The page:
Well, jump past 6 more late night/early morning ambulance rides and trips to “5100,” too many iv’s and needle pokes to count, several rounds of antibiotics, 2 more blood transfusions, an ever growing list of “issues,” weekly weight checks and doctors appointments, and lots of prayer to...today.
I reluctantly loaded Valor into our van on this bitterly cold (by Fayetteville standards) morning to take a trip back to the safari themed pediatric room where Valor’s pediatrician first whispered to me. Except this time I wasn’t holding an almost listless child with fever, dehydration, and severe weakness. Valor was climbing all over the place. Smiling and laughing at all the animals in the room, especially the stuffed tiger hanging from the ceiling. He was getting his last “non-live”, catch-up vaccine from the ones he missed while doctors discerned his reaction to SDS. A visit with just the nurse, a quick poke, a short cry and out the door we went to our van and back home. Quite a contrast to a year ago.
In mid December, I dutifully asked prayer for Valor during a healing service at our church. I believe God can heal him. Was I believing He would heal him in that moment? Probably not. But ever since, we have only received good news about Valor. We were sent home from the local pediatric ER on Christmas Eve when a fever turned out to be nothing and all blood levels were normal. He’s had consistent weight gain (except for a week dealing with a virus) and now registers on the normal growth chart for weight even if it is just 3rd percentile. And at a recent routine liver and hematology appointment, concerns about his liver were minimal and his blood levels were the best they’ve ever been.
When Valor was diagnosed, Elijah and I spent one evening presenting all of our fears to god (they were many, gut wrenching, tear jerking). On another night, we listed all our hopes for Valor (they were many, butterfly stirring, and joyfully tearful). The popular carol, “O Little Town of Bethlehem” took on new meaning for us—“the hopes and fears of all the years are met in Thee (baby king Jesus) tonight.” I can still see Elijah’s tears streaming down as he sang this song to Valor while Valor lay resting in his hospital bed. Thankfully we can sing this song to him today as he wobbles and runs around our house, plays with his siblings, and truly brings delight to our lives. We prayed then and continue to see now that God is and will be our Valor!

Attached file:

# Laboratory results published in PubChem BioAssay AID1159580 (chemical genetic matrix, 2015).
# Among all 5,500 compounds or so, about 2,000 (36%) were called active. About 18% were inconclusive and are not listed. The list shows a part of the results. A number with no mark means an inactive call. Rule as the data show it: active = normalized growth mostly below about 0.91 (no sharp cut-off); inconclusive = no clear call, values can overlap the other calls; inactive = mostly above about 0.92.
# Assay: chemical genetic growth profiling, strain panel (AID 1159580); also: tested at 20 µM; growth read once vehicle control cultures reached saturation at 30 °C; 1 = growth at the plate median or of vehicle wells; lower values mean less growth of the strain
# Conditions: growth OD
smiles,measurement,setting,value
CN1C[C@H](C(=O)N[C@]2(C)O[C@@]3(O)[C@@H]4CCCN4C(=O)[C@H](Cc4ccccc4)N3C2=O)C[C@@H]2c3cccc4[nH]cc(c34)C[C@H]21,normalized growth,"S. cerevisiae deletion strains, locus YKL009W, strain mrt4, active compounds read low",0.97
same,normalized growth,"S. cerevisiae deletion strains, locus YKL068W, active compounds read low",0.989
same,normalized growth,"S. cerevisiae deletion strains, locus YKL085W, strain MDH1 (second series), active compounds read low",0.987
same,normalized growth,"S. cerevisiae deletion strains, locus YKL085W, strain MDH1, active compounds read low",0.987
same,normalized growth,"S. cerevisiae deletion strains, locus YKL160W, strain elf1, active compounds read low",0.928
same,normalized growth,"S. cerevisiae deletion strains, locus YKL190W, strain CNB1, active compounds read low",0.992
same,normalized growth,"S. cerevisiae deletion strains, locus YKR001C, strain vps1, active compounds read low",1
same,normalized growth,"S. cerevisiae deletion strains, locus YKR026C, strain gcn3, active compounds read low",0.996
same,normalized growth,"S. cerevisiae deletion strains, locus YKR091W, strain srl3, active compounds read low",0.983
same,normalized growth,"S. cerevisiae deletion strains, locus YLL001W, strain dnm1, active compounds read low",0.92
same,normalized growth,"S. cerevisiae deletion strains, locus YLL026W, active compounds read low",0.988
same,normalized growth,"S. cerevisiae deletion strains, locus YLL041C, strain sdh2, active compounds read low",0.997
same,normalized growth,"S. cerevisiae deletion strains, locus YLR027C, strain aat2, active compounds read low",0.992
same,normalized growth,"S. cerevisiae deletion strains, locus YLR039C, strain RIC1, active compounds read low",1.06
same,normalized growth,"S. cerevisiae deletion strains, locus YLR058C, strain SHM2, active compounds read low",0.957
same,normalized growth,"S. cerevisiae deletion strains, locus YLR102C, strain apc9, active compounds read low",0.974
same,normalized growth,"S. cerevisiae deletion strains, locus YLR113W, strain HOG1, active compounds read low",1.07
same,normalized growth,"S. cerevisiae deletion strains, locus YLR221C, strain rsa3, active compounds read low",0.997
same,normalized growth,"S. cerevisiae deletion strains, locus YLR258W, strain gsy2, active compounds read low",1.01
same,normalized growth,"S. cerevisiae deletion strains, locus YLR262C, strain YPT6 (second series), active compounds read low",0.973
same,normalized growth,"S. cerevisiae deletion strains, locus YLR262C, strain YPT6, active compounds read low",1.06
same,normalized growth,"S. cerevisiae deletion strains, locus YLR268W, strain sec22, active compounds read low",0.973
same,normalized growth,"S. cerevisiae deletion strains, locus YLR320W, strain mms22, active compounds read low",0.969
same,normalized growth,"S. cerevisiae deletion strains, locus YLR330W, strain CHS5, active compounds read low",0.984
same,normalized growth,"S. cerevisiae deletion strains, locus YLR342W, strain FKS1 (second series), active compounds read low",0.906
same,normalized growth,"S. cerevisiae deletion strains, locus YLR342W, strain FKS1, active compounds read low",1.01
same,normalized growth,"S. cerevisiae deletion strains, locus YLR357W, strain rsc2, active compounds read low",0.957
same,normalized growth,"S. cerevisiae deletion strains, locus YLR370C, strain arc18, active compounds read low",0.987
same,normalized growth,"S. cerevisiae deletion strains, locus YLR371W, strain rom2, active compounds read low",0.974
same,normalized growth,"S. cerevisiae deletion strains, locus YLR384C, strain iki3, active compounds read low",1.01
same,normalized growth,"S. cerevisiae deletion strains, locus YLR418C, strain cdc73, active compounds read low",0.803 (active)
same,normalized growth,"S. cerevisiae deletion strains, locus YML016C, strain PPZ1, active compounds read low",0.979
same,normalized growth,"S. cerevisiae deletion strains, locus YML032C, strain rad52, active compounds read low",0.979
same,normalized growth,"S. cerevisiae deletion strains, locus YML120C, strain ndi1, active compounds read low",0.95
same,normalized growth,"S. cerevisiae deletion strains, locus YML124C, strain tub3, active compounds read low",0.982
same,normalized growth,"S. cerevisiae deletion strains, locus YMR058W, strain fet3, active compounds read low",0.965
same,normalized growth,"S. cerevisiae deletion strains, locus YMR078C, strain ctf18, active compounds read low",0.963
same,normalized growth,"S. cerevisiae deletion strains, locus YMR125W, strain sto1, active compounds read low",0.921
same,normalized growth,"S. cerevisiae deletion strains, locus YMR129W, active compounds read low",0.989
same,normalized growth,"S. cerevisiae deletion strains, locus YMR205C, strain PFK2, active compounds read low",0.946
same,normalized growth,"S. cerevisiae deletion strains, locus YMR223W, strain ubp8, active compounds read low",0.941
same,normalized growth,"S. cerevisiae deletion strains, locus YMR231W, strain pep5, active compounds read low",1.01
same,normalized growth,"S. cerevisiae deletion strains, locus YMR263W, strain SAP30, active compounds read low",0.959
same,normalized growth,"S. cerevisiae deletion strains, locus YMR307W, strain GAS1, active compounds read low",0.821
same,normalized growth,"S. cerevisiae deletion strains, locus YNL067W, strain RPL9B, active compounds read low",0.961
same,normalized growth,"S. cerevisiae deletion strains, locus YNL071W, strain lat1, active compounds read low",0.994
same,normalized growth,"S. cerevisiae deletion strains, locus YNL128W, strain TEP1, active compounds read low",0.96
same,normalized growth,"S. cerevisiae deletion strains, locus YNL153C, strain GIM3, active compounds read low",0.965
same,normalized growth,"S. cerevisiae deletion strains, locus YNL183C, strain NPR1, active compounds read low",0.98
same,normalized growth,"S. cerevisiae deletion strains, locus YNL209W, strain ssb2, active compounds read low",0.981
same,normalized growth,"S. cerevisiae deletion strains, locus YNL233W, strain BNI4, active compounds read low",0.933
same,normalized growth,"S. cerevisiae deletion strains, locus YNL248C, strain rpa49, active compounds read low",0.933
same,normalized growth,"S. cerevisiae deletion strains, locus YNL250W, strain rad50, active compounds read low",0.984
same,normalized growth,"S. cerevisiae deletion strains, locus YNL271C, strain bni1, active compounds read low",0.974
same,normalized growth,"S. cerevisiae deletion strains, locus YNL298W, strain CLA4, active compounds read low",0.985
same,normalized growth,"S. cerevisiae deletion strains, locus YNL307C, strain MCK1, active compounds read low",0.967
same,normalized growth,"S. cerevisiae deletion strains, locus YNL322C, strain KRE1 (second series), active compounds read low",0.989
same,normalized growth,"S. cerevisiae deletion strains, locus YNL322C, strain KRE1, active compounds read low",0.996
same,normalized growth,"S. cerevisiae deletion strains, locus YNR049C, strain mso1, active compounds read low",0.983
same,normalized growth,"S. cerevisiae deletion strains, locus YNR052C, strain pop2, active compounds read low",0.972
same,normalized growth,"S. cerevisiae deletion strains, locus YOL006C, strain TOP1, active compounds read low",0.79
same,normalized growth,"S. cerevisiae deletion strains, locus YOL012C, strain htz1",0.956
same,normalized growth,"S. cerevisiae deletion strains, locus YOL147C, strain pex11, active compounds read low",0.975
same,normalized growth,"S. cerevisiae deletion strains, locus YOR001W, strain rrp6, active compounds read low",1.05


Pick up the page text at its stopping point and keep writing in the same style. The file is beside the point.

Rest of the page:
Meet the Authors: Elijah & Brandi Lovejoy
On March 15, 2019 nine days before his 6 month birthday, our son, Valor Emmanuel Lovejoy, entered Duke Children's Hospital for the second time with a recent fever, low white and red blood cell counts and a below 1% weight chart gain. Doctors suspect Valor has Shwachman-Diamond Syndrome, a disease that effects bone marrow health, pancreatic function and sometimes skeletal structure, among other symptoms. You can learn more about SDS here: www.shwachman-diamond.org. I (Elijah) am a pastor, and I (Brandi) am a volunteer Children's Ministry Director and home school mom to our five children.
These Chronicles are written from a Christian perspective in the spirit of 1 Corinthians 11:1, "Follow my example, as I follow the example of Christ." We believe the Lord does his best and deepest work through profound patterns of death and resurrection, particularly as pioneered and embodied in Jesus Christ's own death and resurrection. Through faith and ongoing participation in Jesus' death and resurrection, we offer these Valor Chronicles in hope that others will find comfort, hope, peace and resurrection life with us in Jesus.